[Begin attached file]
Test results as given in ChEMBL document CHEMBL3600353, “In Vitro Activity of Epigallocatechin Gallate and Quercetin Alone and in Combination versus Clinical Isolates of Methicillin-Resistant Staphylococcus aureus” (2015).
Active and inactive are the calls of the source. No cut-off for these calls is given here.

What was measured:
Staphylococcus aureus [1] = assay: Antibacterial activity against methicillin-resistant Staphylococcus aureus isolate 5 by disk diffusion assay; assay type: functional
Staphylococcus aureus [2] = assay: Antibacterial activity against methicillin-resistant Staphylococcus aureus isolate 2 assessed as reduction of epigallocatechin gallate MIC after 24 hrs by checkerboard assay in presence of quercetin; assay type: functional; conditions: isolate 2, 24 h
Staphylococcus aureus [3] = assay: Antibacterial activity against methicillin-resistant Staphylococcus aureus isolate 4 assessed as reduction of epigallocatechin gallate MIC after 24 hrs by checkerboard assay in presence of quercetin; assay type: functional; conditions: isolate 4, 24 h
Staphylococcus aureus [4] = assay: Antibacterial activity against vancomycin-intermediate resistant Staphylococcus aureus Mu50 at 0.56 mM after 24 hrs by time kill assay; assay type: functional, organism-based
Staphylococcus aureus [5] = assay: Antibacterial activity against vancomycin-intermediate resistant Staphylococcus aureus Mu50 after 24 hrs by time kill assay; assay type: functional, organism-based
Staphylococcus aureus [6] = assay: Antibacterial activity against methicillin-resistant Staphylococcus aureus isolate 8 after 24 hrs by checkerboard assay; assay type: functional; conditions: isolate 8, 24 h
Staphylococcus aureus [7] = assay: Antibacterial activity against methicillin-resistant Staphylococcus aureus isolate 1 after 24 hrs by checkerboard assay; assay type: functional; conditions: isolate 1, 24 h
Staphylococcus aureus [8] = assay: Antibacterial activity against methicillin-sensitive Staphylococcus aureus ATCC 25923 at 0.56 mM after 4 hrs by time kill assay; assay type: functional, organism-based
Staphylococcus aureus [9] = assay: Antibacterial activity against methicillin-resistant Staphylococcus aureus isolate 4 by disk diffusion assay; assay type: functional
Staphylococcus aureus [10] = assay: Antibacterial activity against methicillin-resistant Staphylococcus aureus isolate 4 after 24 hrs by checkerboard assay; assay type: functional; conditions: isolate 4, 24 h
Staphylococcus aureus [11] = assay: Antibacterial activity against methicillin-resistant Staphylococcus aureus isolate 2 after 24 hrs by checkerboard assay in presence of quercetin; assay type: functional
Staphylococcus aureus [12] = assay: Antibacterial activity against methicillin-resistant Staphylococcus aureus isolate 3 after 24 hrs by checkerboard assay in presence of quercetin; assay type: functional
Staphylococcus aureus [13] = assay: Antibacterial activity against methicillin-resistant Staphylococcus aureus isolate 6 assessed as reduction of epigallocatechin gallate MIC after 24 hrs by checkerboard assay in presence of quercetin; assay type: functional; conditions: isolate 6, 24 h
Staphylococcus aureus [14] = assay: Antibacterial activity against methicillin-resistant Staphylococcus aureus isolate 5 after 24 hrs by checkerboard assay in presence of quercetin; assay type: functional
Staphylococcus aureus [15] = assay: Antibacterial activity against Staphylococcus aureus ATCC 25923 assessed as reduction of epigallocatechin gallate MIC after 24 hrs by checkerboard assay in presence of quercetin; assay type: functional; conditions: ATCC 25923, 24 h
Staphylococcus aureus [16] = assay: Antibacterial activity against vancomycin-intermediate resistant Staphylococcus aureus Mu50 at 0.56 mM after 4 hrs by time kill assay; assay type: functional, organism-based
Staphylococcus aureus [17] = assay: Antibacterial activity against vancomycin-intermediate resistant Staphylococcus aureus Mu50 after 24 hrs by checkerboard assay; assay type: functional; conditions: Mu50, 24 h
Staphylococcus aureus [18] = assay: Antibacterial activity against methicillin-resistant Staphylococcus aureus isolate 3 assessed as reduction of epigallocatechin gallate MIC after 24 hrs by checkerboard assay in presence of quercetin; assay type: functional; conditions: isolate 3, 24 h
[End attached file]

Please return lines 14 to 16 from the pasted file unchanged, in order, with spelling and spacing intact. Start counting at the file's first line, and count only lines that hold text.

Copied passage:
Staphylococcus aureus [11] = assay: Antibacterial activity against methicillin-resistant Staphylococcus aureus isolate 2 after 24 hrs by checkerboard assay in presence of quercetin; assay type: functional
Staphylococcus aureus [12] = assay: Antibacterial activity against methicillin-resistant Staphylococcus aureus isolate 3 after 24 hrs by checkerboard assay in presence of quercetin; assay type: functional
Staphylococcus aureus [13] = assay: Antibacterial activity against methicillin-resistant Staphylococcus aureus isolate 6 assessed as reduction of epigallocatechin gallate MIC after 24 hrs by checkerboard assay in presence of quercetin; assay type: functional; conditions: isolate 6, 24 h